Kids Health Info

Sun safety

  • Sun safety

    Australia has high rates of skin cancer, which makes sun protection very important for us all. Ultraviolet (UV) radiation from the sun can cause sunburn, skin damage and eye damage. High UV exposure in the first 10 years of life can double the risk of melanoma.

    Sun protection times

    UV radiation isn’t like the sun’s light or heat, which we can see and feel. This means UV can be damaging our skin without us realising – it is important not to rely on temperature to decide if you need sun protection.

    Check the sun protection rating before heading out (see the free SunSmart app or Bureau of Meteorology) – when the UV index is 3 (moderate) or higher, make sure skin is protected.

    Sun safety

    Being sun smart is a simple and effective way to reduce the risk of skin cancer.

    Cover skin:

    Put on clothing that covers as much skin as possible. Choose lightweight, loose-fitting clothing that won’t make your child too hot.

    Use sunscreen: 

    Use SPF30 or higher broad-spectrum, water-resistant sunscreen on your child’s face, arms, hands and any other skin that is not covered. Apply sunscreen 20 minutes before going outside and reapply every two hours. Sunscreen does not completely block out all UV radiation and should never be the only method of sun protection.  

    Wear a hat: 

    Choose a hat that shades your child’s face, back of the neck, eyes and ears, and is a suitable size for your child’s head – broadbrimmed, Legionnaire or bucket hats are best. Baseball caps and visors are not recommended. 

    Find shade:

    Try to use shade whenever possible. If you can, choose a place for your child to play that is in the shade, such as under a tree, shade sail or umbrella. During the warmer months, from September to April, it’s best to save trips to the playground, park or beach for early morning and late afternoon. UV radiation can burn even when you are in the shade, so it is important you and your child wear sunscreen, a hat and appropriate clothing.

    Wear sunglasses: 

    Choose wrap-around sunglasses that meet the Australian Standard AS/NZS 1067. A soft elastic strap will help to keep sunglasses in place for babies and toddlers.

    Sunscreen and babies

    Babies under 12 months should not be exposed to direct sun when UV levels reach 3 or higher.

    The Australasian College of Dermatologists does not recommend the widespread use of sunscreen on infants under six months. Protection such as shade, clothing and broad-brimmed hats are the best protection for infants, with sunscreen used on very small areas of skin. 

    Some parents worry about their child’s skin reacting to sunscreen. There are many sunscreens made for babies or toddlers that are gentle on sensitive skin. Test the sunscreen on a small area of your child’s skin to make sure they don’t have a reaction.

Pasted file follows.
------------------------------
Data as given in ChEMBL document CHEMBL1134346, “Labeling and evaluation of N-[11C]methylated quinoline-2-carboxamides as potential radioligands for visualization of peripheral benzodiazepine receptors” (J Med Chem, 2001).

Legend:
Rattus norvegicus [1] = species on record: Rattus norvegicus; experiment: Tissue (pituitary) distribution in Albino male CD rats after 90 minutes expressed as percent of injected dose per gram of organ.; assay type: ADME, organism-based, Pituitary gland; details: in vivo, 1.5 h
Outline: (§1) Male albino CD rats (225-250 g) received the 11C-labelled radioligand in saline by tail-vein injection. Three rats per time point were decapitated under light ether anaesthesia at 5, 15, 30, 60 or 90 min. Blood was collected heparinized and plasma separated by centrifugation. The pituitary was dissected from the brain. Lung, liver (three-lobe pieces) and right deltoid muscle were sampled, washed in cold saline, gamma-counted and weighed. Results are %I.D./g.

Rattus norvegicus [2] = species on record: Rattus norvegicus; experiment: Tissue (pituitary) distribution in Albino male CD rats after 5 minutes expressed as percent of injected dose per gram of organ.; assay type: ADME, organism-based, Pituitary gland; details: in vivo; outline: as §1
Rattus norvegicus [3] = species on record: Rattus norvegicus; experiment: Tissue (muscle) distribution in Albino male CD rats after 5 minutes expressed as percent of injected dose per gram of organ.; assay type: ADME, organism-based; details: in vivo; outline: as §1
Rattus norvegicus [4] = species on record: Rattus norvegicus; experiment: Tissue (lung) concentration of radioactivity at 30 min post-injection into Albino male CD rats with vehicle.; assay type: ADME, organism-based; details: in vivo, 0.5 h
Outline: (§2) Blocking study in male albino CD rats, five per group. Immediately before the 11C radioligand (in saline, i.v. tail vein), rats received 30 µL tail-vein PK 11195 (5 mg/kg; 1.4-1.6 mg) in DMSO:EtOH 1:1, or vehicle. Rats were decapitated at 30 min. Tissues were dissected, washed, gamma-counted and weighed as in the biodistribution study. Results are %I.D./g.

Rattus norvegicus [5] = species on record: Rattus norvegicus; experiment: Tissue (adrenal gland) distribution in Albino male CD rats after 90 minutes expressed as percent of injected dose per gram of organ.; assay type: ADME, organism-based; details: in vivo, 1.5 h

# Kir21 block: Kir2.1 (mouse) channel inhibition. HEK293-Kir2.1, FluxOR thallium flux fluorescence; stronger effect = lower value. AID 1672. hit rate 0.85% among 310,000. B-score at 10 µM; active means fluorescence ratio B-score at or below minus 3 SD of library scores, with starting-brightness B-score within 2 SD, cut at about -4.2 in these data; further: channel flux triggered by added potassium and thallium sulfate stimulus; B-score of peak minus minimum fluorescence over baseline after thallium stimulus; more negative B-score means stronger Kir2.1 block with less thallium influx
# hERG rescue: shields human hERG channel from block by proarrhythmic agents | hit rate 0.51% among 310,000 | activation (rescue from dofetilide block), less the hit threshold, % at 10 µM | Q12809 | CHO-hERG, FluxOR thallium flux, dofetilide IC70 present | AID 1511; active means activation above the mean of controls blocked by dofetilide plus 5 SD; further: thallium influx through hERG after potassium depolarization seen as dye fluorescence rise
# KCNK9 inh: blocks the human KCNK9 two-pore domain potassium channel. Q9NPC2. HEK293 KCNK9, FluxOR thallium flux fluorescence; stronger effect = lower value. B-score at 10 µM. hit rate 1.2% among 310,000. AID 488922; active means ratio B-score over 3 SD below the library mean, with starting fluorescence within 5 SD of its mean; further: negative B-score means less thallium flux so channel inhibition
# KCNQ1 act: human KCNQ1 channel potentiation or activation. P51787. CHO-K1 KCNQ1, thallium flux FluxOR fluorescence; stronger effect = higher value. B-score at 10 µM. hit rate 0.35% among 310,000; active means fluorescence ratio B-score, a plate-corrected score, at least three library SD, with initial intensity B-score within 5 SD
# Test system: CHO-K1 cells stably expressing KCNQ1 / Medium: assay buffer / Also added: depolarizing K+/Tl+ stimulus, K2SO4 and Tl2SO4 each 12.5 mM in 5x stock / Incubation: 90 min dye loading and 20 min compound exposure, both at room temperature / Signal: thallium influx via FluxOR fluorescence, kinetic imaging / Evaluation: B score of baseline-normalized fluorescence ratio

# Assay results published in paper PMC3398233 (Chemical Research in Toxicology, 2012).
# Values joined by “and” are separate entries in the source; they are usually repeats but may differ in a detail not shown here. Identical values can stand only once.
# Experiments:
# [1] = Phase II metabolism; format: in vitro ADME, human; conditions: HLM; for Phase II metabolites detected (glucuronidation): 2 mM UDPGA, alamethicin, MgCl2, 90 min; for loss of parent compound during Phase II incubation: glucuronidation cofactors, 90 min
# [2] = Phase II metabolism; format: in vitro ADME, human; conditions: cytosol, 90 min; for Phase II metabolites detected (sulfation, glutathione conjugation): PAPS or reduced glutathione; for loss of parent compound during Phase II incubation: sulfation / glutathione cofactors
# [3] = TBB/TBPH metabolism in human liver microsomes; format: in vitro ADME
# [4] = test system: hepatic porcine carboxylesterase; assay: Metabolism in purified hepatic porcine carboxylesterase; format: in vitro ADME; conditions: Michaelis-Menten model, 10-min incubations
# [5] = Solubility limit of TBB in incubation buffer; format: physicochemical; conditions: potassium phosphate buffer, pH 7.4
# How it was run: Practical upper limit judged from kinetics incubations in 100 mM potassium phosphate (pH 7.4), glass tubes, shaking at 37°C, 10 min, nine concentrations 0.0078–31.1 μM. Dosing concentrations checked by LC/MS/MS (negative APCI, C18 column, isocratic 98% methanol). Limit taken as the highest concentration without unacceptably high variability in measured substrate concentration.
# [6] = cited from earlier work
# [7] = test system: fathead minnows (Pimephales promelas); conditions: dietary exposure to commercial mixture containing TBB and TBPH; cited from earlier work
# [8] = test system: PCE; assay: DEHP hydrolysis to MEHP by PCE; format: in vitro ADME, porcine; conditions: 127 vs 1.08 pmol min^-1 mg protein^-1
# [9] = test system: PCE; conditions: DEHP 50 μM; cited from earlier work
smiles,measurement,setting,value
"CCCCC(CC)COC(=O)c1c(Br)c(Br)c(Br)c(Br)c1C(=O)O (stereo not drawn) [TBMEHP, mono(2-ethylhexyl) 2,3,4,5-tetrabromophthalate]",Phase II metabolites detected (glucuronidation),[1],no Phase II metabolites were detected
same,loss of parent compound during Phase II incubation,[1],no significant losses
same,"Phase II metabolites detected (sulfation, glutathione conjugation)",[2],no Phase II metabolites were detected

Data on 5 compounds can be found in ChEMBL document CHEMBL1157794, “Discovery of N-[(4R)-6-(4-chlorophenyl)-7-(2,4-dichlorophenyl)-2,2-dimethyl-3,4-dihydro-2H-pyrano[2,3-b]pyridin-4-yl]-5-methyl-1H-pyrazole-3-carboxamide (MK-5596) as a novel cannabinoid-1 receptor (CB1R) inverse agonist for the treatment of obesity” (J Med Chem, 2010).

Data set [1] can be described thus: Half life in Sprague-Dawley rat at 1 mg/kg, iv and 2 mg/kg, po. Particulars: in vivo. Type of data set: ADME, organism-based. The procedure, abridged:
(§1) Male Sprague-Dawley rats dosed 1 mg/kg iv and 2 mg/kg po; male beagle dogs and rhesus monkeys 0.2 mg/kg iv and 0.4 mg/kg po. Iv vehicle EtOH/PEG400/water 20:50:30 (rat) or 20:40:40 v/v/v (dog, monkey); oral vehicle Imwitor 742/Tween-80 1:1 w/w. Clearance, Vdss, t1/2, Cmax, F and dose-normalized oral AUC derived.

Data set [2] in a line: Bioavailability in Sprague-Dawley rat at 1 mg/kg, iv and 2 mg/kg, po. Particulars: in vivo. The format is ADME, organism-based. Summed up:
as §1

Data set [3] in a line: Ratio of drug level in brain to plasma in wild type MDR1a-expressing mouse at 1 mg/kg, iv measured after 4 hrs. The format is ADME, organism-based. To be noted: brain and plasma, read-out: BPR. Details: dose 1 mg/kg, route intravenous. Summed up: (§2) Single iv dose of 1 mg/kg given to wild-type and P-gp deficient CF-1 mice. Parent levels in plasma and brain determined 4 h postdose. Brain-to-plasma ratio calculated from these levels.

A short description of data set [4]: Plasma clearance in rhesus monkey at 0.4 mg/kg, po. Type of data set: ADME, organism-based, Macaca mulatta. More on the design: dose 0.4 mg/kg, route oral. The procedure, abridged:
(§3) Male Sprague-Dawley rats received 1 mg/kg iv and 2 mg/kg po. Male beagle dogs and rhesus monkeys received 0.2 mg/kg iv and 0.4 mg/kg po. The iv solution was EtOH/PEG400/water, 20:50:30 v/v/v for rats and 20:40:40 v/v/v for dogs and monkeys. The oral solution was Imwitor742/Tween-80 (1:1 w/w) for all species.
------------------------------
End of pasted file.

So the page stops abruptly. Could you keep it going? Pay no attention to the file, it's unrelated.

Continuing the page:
Treatment for sunburn

    It only takes 15 minutes for your child to get sunburned, and depending on the severity, a few days or weeks to heal. Treatment aims to help your child feel more comfortable.

    • Give your child plenty of water to make sure they are well hydrated.
    • Cool you child’s skin with cold compresses or a cool bath.
    • If required, give your child simple pain relief medicine, such as paracetamol or ibuprofen, to keep them comfortable.
    • Prevent further UV damage by keeping your child indoors.
    • Signs of severe sunburn include blisters, swollen skin and severe pain. If your child has any of these signs, take them to see a doctor.
    • Sometimes children can get heatstroke, along with sunburn. If your child’s sunburn is accompanied by fever, headaches or  nausea and vomiting, take them to see your doctor.

    Key points to remember

    • Exposure to ultraviolet (UV) radiation from the sun can cause sunburn, skin damage and eye damage.
    • Slip on a shirt, slop on some sunscreen, slap on a hat, seek shade and slide on sunglasses.
    • Be a role model for your children and participate in sun protection behaviours so they are more willing to do the same.

    More information


    Developed by Community Information in association with the Cancer Council Victoria’s SunSmart program. First published 2017.

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This information is intended to support, not replace, discussion with your doctor or healthcare professionals. The authors of these consumer health information handouts have made a considerable effort to ensure the information is accurate, up to date and easy to understand. The Royal Children's Hospital, Melbourne accepts no responsibility for any inaccuracies, information perceived as misleading, or the success of any treatment regimen detailed in these handouts. Information contained in the handouts is updated regularly and therefore you should always check you are referring to the most recent version of the handout. The onus is on you, the user, to ensure that you have downloaded the most up-to-date version of a consumer health information handout.